Ed McCormick is the 2014-2015 President of the Water Environment Federation (WEF), an international organization of water quality professionals headquartered in Alexandria, Virginia.

Ed was most recently Deputy General Manager (DGM) for the Union Sanitary District (USD) in Union City, California, a 30 mgd water resource recovery agency. Prior to USD, Ed was Manager of Wastewater Engineering for the East Bay Municipal Utility District (EBMUD) in Oakland, California, an internationally recognized public water/wastewater utility serving 1.4 million customers, where he worked for nearly 30 years. Ed’s leadership helped EBMUD to become the first wastewater utility in North America to be a net producer of renewable energy in 2012.

Ed was responsible for EBMUD’s wastewater capital program, energy management, engineering, construction, information systems, and public outreach. Ed has overseen the engineering, construction and startup of more than $1.6 billion in wastewater and water capital infrastructure. He led the development of EBMUD’s Water Recycling Program from 0.2 mgd in 1994 to a 9 mgd enterprise.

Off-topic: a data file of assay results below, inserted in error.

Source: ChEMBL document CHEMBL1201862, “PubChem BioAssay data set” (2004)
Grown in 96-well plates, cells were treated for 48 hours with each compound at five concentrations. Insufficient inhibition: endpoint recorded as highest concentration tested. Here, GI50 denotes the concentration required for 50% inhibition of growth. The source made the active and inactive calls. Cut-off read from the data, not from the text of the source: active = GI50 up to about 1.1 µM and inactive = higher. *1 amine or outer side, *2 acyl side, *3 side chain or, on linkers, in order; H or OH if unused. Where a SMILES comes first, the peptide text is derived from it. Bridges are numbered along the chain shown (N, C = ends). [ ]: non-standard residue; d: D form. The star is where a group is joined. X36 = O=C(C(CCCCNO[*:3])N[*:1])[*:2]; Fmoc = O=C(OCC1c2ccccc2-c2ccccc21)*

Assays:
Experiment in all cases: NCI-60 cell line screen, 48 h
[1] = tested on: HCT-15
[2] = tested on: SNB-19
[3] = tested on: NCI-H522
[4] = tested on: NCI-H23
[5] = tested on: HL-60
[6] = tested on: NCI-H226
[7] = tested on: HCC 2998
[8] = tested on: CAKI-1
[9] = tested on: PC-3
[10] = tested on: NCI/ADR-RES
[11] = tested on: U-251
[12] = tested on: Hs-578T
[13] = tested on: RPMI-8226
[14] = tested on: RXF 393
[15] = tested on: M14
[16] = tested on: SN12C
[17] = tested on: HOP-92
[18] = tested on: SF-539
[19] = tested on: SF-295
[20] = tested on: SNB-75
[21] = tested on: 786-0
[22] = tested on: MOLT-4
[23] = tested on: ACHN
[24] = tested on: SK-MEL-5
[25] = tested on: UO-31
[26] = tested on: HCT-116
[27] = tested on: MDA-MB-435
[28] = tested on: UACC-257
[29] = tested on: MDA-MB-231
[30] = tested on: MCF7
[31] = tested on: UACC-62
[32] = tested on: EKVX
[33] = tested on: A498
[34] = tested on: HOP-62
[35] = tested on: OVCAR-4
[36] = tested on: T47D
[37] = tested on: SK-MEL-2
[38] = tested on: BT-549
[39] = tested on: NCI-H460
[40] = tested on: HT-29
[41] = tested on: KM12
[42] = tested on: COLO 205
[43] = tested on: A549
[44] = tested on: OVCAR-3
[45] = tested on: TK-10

Prior to EBMUD, Ed worked as an Environmental Engineering Project Manager for Brown and Caldwell Consultants in the planning and designing of wastewater treatment, power generation and water recycling facilities.

A WEF member since 1997, Ed has held multiple leadership roles at WEF. He served previously on the Board of Trustees (2008-2013), the House of Delegates, as Chair of the Utility Management Committee, and Vice Chair of the Long Range Planning Committee. He is also a member of the California Water Environment Association (CWEA) and the New England Environment Association (NEWEA).

Ed holds a Master’s degree in Environmental Engineering from the University of California at Berkeley, a Master’s degree in Public Administration (MPA) from JFK University, and a B.S. in Civil Engineering from the University of Massachusetts, Lowell.